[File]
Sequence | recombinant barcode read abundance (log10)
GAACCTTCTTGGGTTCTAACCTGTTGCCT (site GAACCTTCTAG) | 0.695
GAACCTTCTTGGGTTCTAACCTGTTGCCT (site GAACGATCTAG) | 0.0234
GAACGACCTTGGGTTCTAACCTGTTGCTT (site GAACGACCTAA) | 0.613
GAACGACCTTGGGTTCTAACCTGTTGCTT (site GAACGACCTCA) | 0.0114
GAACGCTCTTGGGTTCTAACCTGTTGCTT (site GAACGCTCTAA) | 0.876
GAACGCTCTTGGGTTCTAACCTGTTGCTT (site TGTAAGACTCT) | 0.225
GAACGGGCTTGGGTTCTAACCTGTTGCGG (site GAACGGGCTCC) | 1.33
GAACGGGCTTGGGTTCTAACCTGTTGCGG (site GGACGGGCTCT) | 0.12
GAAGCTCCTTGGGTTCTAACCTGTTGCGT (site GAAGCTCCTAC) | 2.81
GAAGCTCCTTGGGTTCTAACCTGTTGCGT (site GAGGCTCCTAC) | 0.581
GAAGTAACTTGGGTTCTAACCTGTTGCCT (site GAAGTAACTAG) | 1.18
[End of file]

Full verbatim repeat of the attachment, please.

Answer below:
Sequence | recombinant barcode read abundance (log10)
GAACCTTCTTGGGTTCTAACCTGTTGCCT (site GAACCTTCTAG) | 0.695
GAACCTTCTTGGGTTCTAACCTGTTGCCT (site GAACGATCTAG) | 0.0234
GAACGACCTTGGGTTCTAACCTGTTGCTT (site GAACGACCTAA) | 0.613
GAACGACCTTGGGTTCTAACCTGTTGCTT (site GAACGACCTCA) | 0.0114
GAACGCTCTTGGGTTCTAACCTGTTGCTT (site GAACGCTCTAA) | 0.876
GAACGCTCTTGGGTTCTAACCTGTTGCTT (site TGTAAGACTCT) | 0.225
GAACGGGCTTGGGTTCTAACCTGTTGCGG (site GAACGGGCTCC) | 1.33
GAACGGGCTTGGGTTCTAACCTGTTGCGG (site GGACGGGCTCT) | 0.12
GAAGCTCCTTGGGTTCTAACCTGTTGCGT (site GAAGCTCCTAC) | 2.81
GAAGCTCCTTGGGTTCTAACCTGTTGCGT (site GAGGCTCCTAC) | 0.581
GAAGTAACTTGGGTTCTAACCTGTTGCCT (site GAAGTAACTAG) | 1.18